Many people have seen the brilliantly illustrated posters for both Accidental Death of an Anarchist and The Tempest around the school the past few weeks, but not many know about the hard work of the illustrator behind them. I asked Indë Francis about his experience creating the posters.
“Creating posters for the school’s productions of Accidental Death of an Anarchist and The Tempest has been a great exercise in graphic design/illustration, and it’s been a good supplement to my commercial portfolio outside of the work I’ve done on The Northamptones’ albums.
For the graphic of Accidental Death of an Anarchist, the director (of art, and the play itself), Ileana Fournier, gave a presentation on the “look and feel” of the play, and from that, I pulled the play’s signature orange hue. Later on, during a production meeting, we discussed the composition, and I sketched out some ideas before solidifying a design in my journal and redrawing it on my computer. We chose to highlight the preface to the play- the fall of the anarchist from the police station window. The orange reminded me of bricks, so that worked out perfectly in the final design. The style of the poster is supposed to be reminiscent of a murder mystery, with the unintelligible body of the anarchist and the silhouettes below. I made a couple of versions of the police officer in the window: one black against a white interior, and one white against a black interior (as pictured here). We chose the latter because Ileana felt that it reflected the separation between the people and the government, but we used the alternate version for the cast/crew T-shirts.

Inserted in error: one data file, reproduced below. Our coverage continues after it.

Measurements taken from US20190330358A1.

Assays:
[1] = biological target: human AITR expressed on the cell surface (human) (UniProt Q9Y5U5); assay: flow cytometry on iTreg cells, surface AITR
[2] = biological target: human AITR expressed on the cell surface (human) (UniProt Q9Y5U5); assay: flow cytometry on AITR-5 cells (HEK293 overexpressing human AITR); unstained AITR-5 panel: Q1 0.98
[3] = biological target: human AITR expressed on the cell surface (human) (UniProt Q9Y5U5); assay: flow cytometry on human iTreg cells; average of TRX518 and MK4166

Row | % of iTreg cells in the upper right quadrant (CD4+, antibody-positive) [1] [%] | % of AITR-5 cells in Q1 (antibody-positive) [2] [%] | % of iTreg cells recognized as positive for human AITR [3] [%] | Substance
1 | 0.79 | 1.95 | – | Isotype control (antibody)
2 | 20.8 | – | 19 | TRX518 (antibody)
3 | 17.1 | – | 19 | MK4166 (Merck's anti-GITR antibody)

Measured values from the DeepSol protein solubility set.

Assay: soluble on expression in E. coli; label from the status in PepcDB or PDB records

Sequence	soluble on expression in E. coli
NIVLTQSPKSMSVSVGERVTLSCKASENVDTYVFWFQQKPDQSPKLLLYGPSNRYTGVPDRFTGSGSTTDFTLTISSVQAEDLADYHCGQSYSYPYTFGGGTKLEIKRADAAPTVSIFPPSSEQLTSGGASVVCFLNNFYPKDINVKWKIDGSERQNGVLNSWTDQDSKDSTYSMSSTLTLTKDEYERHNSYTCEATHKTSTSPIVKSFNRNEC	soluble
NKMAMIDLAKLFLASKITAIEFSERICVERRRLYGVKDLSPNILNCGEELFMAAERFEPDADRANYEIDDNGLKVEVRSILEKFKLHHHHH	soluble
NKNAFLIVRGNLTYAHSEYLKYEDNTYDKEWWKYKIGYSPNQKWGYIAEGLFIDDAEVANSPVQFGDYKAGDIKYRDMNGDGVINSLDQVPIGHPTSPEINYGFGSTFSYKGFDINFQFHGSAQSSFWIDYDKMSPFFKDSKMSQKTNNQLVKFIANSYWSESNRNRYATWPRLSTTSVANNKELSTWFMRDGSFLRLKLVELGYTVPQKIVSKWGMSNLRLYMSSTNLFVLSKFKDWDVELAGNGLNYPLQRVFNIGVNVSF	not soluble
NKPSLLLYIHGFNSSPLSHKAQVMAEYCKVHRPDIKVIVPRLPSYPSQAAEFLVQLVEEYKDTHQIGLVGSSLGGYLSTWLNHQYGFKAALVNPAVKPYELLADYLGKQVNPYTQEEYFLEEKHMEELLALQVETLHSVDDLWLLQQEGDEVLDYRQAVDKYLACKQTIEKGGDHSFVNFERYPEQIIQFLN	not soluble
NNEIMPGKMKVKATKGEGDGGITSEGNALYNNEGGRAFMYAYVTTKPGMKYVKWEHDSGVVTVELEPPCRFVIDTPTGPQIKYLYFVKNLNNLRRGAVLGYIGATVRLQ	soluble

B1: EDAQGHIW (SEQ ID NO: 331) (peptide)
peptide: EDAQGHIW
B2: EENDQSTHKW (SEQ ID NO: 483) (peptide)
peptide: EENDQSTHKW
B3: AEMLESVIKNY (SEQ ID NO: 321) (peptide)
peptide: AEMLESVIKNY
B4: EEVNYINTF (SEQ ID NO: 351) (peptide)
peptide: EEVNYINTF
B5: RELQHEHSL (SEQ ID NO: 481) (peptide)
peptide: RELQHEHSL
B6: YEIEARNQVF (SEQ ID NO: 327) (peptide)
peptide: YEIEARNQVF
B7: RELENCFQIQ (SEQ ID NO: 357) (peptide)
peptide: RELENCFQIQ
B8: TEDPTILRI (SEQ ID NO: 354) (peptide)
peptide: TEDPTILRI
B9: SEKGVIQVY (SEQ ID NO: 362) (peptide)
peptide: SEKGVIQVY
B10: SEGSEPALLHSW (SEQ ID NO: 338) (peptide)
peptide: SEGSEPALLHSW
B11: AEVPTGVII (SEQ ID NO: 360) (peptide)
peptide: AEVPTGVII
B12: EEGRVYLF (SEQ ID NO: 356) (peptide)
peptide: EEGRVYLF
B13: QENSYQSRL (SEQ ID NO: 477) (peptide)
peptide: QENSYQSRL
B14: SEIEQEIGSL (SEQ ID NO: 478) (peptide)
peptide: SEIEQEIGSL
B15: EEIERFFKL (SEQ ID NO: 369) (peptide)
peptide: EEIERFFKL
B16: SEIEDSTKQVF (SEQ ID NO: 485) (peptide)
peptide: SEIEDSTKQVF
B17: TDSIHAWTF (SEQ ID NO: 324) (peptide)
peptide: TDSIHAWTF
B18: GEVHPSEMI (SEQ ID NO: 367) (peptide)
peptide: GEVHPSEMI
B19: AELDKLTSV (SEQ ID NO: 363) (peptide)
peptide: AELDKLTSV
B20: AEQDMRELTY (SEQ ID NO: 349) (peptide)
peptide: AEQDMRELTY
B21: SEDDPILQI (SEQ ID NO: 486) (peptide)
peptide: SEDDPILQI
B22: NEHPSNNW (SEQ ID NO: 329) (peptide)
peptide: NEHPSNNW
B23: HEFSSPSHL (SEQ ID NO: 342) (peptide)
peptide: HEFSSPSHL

As for The Tempest, art director/producer Josh Dobrow had a very specific image in mind: he wanted the famous Great Wave Off Kanagawa, a woodblock print by Katsushika Hokusai, rendered in a geometric or realistic style, with one of several quotes (I chose “we are such stuff as dreams are made on,” but “hell is empty and all the devils are here” was a tempting choice). Although this poster felt rather unoriginal to me (because it is a rendition of a pre-existing work), I’m still pleased with the result, and the geometric style, while it was rather painstaking, was fun to experiment with.
Overall, working with the school’s student-produced plays has been wonderful, and I also had the pleasure of doing sound design/operation for Accidental Death of an Anarchist. Hopefully in the future I’ll get to do more posters for the school, but next year I might start asking for some compensation for my artwork because all of this has been very time-consuming and while the experience is valuable, I think it’s about time that I used my skills to support myself financially!”
You can follow Indë’s Instagram and see his other work here.